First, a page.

Saturday, January 30, 2010

SATTE thoughts

Speaking at the responsible tourism workshops at SATTE 2010 was, to use a cliché, like preaching to the converted. For most, if not all, the people who attended believe that ‘responsibility’ is the future of tourism and travel. Yet, the deliberations of all three panels and the discussions that followed re-emphasised the conviction that responsible tourism or responsible travel is the way to go.
The workshops also drove home the point that responsibility can be profitable; that businesses can be responsible and also make money. This assertion was the thread that ran through the segment on ‘responsibility and profitability’. What I do wish, though, is that this segment had featured someone from cgh Earth, which went the responsible way many moons ago — perhaps even before ‘responsible’ had entered the business and tourism lexicon, especially in India. For each time I hear the cgh story, I learn something new about how responsible businesses can also be successful businesses.
At the end of the day though, responsible tourism is about each one of us taking responsibility for our actions. We simply cannot outsource responsibility. Not a new idea, but nevertheless one worth thinking about, internalising and practising.

Tuesday, January 26, 2010

New Year cheer for global tourism?

In the midst of all the gloom that 2009 was, here’s a sliver of light for the tourism industry. According to the UNTWO, the last quarter of 2009 witnessed some growth in international tourism. As a consequence, the full-year results for 2009 were better than expected. Even more a cause for cheer is the UNWTO’s forecast that international tourist arrivals will grow between 3 and 4 per cent this year
In its World Tourism Barometer for the last quarter of 2009, released a few days ago, the UNWTO pointed out that international tourist arrivals fell by an estimated 4 per cent to 880 million in 2009. What saved the year was a 2 per cent rise in tourist arrivals in the last quarter of 2009, after arrivals shrank by 10, 7 and 2 per cent in the first three quarters. Asia-Pacific and the Middle East led the recovery with growth turning positive in both regions in the second half of 2009.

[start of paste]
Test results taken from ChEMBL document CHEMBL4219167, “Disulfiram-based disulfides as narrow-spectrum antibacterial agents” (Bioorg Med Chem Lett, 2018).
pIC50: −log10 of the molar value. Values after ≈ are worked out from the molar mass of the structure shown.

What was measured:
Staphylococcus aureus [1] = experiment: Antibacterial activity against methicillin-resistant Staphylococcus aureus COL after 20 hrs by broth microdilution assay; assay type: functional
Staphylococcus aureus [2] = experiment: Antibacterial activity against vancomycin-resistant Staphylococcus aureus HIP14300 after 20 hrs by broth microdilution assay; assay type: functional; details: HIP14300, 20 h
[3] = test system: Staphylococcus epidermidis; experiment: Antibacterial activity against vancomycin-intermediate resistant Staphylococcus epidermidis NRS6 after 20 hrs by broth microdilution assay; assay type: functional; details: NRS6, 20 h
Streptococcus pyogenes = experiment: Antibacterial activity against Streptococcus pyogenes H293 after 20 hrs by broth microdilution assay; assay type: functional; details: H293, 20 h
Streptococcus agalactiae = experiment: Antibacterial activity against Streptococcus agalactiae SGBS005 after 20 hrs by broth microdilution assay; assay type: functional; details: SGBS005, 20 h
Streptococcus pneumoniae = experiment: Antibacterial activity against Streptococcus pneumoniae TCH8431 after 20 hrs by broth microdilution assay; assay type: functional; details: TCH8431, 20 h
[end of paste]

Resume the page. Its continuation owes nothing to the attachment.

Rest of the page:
What’s really interesting is that domestic tourism seemed to add that extra dash of growth in several countries — China, Brazil and Spain for instance. In some of these destinations, domestic tourism not only endured but also grew significantly thanks to “specific government measures aimed at leveraging this trend,” the UNWTO said.
It will be interesting to see what India’s figures for 2009 are. India’s Tourism Ministry, estimates that in 2008, there were 562.92 million domestic visitors to various parts of the country; a rise of 6.9 per cent over 2007. Now compare this with 5.37 million (revised to 5.28 million) international tourist arrivals in the same year; a rise of 8.8 per cent. So in India too, domestic tourism seems to be growing, even if travel for religious purposes possibly accounts for some of this growth. But then, pilgrims are tourists too aren’t they?
Could the growth in domestic tourism witnessed in markets such as Brazil and China be a pointer to a new phase of tourism? A phase in which promoting domestic tourism receives as much attention as promoting international tourism does. Something to think about as travel and tourism event SATTE 2010 begins in New Delhi on Friday.

Thursday, January 21, 2010


It was back in early 2002 that I started my first blog on Blogspot. Anonymous it was, and after grappling with the mysteries of blogging for a while, I stopped.
That blog exists still, covered in dustsheets and garnished with mothballs. But what I wrote about then seems irrelevant, which is why I’m not resurrecting it. Instead, I’m back with Not Too Random.
Since my first blog was about random odds and ends, I thought that this time around I’d bring down the randomness quotient while hopefully increasing the longevity quotient. On Not Too Random I’ll mostly be writing on themes related to tourism and travel, occasionally on management and even more occasionally on other subjects. At least, that’s what I plan to do. Plans and life, however, have this way of sometimes springing a surprise. So what I write on could change, but not by too much I hope.